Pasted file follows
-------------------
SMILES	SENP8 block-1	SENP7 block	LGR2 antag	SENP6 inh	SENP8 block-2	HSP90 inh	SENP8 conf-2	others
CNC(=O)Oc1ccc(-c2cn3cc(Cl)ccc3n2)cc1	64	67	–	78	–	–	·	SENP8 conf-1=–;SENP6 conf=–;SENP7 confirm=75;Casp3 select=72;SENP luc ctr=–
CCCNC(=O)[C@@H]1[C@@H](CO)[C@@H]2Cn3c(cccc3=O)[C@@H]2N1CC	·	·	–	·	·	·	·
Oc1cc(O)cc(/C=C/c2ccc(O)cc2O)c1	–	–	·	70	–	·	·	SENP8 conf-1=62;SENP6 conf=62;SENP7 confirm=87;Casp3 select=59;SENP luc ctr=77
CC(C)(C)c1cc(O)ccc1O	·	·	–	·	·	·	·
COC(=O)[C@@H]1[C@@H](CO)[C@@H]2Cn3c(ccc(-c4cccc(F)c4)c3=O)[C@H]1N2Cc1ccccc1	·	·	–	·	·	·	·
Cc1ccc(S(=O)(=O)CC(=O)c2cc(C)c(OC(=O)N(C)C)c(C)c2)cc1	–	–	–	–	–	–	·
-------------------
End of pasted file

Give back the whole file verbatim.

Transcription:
SMILES	SENP8 block-1	SENP7 block	LGR2 antag	SENP6 inh	SENP8 block-2	HSP90 inh	SENP8 conf-2	others
CNC(=O)Oc1ccc(-c2cn3cc(Cl)ccc3n2)cc1	64	67	–	78	–	–	·	SENP8 conf-1=–;SENP6 conf=–;SENP7 confirm=75;Casp3 select=72;SENP luc ctr=–
CCCNC(=O)[C@@H]1[C@@H](CO)[C@@H]2Cn3c(cccc3=O)[C@@H]2N1CC	·	·	–	·	·	·	·
Oc1cc(O)cc(/C=C/c2ccc(O)cc2O)c1	–	–	·	70	–	·	·	SENP8 conf-1=62;SENP6 conf=62;SENP7 confirm=87;Casp3 select=59;SENP luc ctr=77
CC(C)(C)c1cc(O)ccc1O	·	·	–	·	·	·	·
COC(=O)[C@@H]1[C@@H](CO)[C@@H]2Cn3c(ccc(-c4cccc(F)c4)c3=O)[C@H]1N2Cc1ccccc1	·	·	–	·	·	·	·
Cc1ccc(S(=O)(=O)CC(=O)c2cc(C)c(OC(=O)N(C)C)c(C)c2)cc1	–	–	–	–	–	–	·